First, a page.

One of the most controversial figures of her time, Madame Restell provided illegal contraception and abortion pills to women of all classes for decades until she committed suicide on April 1, 1878. Born Ann Trow in England, and Ann moved to New York City when she was 20, and eventually married radical freethinker Charles Lohman. She took the name Madame Restell when she, her husband, and her brother got into the quack pharmaceutical business, and needed a name with sophistication.
Beginning in 1839, Restell advertised openly in newspapers for “female pills” and more complex procedures, charging women $20-$100 per visit depending on their wealth, and providing ancillary services such as surreptitiously birthing babies and bringing them to orphanages.
Needless to say, Restell was much maligned and reviled for her work, being arrested multiple times, nearly convicted of murder, slammed in newspapers, and surrounded by an angry mob who shouted, “This house is built on babies’ skulls.” The five-story house in question, on 52n and 5th, only infuriated her enemies further, evidence as it was of the lucrative contraceptive pill trade.
There is, of course, a sexist element to denunciations of her as “the Wickedest Woman in New York.” She was providing a service denied to women of all statures. Women of wealth might be able to afford better care or services, but it all had to be done clandestinely. Yet Restell definitely falls short of being a saint; unlike some of her successors, her business was built on peddling a mishmash of home remedies that ranged from ineffective to dangerous.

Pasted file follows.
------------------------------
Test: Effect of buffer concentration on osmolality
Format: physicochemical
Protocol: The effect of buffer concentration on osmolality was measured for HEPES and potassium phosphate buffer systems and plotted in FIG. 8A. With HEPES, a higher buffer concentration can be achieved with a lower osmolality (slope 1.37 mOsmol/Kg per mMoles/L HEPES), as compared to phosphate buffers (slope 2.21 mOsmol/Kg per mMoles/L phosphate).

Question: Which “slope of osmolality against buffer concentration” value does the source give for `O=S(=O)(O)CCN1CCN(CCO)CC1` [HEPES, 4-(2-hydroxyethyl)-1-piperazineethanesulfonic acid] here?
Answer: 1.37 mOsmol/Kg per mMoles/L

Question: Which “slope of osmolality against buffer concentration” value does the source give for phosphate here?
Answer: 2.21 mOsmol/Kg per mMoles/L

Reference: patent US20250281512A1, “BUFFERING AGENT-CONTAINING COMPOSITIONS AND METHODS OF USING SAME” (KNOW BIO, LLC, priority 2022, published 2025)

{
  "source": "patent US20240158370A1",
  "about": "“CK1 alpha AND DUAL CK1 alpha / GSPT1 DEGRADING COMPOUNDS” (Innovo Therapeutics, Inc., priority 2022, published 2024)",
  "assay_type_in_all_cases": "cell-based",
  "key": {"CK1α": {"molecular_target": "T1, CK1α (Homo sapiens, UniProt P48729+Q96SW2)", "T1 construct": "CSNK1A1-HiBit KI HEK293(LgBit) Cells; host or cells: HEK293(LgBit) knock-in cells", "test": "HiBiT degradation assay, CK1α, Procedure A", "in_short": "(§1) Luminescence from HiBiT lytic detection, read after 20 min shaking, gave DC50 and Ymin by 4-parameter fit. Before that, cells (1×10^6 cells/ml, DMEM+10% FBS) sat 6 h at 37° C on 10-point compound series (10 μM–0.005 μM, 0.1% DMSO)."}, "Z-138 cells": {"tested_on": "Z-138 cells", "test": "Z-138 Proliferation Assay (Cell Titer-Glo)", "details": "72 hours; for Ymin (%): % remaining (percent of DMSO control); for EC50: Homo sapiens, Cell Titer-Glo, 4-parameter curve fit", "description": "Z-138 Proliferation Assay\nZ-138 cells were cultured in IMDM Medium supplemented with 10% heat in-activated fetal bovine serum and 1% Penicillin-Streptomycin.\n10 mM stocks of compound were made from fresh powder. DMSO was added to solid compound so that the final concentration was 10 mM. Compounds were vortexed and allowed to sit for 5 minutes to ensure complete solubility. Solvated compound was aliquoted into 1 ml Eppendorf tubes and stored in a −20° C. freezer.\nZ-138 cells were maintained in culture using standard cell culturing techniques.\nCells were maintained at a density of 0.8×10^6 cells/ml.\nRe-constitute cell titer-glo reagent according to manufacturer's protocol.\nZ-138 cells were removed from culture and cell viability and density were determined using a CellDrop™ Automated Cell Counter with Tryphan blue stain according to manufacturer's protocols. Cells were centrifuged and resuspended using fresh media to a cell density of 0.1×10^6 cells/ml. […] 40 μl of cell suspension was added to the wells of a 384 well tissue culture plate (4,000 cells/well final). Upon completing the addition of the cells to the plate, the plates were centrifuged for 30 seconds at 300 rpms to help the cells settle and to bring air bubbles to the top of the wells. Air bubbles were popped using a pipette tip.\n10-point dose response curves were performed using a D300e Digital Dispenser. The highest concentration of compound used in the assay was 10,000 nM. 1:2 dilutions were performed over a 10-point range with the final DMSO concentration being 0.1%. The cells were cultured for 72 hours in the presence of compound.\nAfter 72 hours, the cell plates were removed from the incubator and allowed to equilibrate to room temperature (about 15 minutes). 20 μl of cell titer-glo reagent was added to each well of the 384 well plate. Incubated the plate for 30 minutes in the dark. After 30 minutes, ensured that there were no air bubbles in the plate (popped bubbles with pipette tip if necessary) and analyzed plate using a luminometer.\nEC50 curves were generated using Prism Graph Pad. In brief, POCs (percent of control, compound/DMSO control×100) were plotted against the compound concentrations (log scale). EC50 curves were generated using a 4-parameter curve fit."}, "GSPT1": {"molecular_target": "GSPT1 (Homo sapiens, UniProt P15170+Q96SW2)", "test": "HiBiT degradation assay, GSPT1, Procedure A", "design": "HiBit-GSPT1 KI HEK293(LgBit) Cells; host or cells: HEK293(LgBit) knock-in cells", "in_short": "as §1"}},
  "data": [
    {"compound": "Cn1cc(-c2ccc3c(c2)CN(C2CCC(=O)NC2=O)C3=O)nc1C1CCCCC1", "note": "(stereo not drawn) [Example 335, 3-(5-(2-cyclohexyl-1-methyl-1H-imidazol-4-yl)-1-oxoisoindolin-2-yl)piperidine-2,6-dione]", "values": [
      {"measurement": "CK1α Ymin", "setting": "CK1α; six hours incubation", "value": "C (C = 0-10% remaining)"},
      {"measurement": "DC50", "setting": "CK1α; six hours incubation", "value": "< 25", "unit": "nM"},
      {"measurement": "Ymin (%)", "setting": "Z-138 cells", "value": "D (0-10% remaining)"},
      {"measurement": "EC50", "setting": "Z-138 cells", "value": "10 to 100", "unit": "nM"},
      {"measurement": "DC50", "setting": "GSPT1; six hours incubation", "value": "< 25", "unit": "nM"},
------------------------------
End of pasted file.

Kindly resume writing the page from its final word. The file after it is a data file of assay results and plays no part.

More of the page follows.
During the 1870s, Restell came into the crosshairs of Anthony Comstock, one of the worst kinds of exhausting moralists that fortunately this city doesn’t take seriously anymore. For example, he succeeded in passing the “Comstock Law”, which banned using the postal system to transport obscene materials (including contraception) and had himself appointed a special agent of the Postal Service so he could hunt for illicit mail personally.
One day Comstock accosted Restell at her apartment, begging for contraception for his poor, sick wife. When Restell reluctantly obliged he had her arrested. Facing five years in prison, Restell slit her own throat in her bathtub. Because April Fools was a thing even back then, there was uncertainty at first whether her suicide was real, and it was confirmed in the April 2 papers.
The public, loathe as they were to Restell, were abhorred by this turn of events. The New York Sun commented:
“[Restell] had her rights, and the man who cunningly led her into the commission of a misdemeanor acted an unmanly and ignoble part…he deceived and wheedled her into a crime.”
For those wondering, “to wheedle” means to flatter someone into doing something they wouldn’t otherwise do. It turned out that clergy were particularly anti-wheedling, and that’s how Comstock lost his base of support, the silver lining to the sad death of Madame Restell.
Down the road we’ll do posts on Margaret Sanger (who actually advocated and practiced safe birth control) and other women who defended reproductive freedom, a role in society that was criminalized in New York until 1970, three years before Roe v. Wade.
For a longer account of Madame Restell’s life, read this great Smithsonian piece.